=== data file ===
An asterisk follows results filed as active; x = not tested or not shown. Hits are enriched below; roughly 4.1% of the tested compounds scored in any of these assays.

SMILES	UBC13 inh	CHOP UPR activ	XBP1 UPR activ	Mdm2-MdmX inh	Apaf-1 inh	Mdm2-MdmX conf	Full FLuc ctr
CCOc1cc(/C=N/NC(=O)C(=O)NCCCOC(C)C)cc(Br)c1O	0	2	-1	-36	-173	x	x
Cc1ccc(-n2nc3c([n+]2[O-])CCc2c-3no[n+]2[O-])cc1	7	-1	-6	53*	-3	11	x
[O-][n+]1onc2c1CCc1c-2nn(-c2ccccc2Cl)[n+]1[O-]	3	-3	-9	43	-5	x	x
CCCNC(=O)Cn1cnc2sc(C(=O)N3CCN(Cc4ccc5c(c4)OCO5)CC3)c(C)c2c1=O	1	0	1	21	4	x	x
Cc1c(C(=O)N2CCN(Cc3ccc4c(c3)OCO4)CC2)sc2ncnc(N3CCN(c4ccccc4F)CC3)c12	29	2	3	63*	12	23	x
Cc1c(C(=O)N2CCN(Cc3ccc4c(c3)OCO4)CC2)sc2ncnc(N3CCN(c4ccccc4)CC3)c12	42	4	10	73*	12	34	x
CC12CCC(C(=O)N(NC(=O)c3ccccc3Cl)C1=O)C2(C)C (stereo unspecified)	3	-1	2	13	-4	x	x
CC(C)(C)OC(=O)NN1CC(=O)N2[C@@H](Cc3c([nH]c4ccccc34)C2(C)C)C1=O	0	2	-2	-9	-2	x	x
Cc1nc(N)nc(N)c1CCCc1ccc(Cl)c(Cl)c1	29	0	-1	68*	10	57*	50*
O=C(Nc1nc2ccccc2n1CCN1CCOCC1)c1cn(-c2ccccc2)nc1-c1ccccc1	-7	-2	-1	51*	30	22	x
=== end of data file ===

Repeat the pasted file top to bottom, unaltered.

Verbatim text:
An asterisk follows results filed as active; x = not tested or not shown. Hits are enriched below; roughly 4.1% of the tested compounds scored in any of these assays.

SMILES	UBC13 inh	CHOP UPR activ	XBP1 UPR activ	Mdm2-MdmX inh	Apaf-1 inh	Mdm2-MdmX conf	Full FLuc ctr
CCOc1cc(/C=N/NC(=O)C(=O)NCCCOC(C)C)cc(Br)c1O	0	2	-1	-36	-173	x	x
Cc1ccc(-n2nc3c([n+]2[O-])CCc2c-3no[n+]2[O-])cc1	7	-1	-6	53*	-3	11	x
[O-][n+]1onc2c1CCc1c-2nn(-c2ccccc2Cl)[n+]1[O-]	3	-3	-9	43	-5	x	x
CCCNC(=O)Cn1cnc2sc(C(=O)N3CCN(Cc4ccc5c(c4)OCO5)CC3)c(C)c2c1=O	1	0	1	21	4	x	x
Cc1c(C(=O)N2CCN(Cc3ccc4c(c3)OCO4)CC2)sc2ncnc(N3CCN(c4ccccc4F)CC3)c12	29	2	3	63*	12	23	x
Cc1c(C(=O)N2CCN(Cc3ccc4c(c3)OCO4)CC2)sc2ncnc(N3CCN(c4ccccc4)CC3)c12	42	4	10	73*	12	34	x
CC12CCC(C(=O)N(NC(=O)c3ccccc3Cl)C1=O)C2(C)C (stereo unspecified)	3	-1	2	13	-4	x	x
CC(C)(C)OC(=O)NN1CC(=O)N2[C@@H](Cc3c([nH]c4ccccc34)C2(C)C)C1=O	0	2	-2	-9	-2	x	x
Cc1nc(N)nc(N)c1CCCc1ccc(Cl)c(Cl)c1	29	0	-1	68*	10	57*	50*
O=C(Nc1nc2ccccc2n1CCN1CCOCC1)c1cn(-c2ccccc2)nc1-c1ccccc1	-7	-2	-1	51*	30	22	x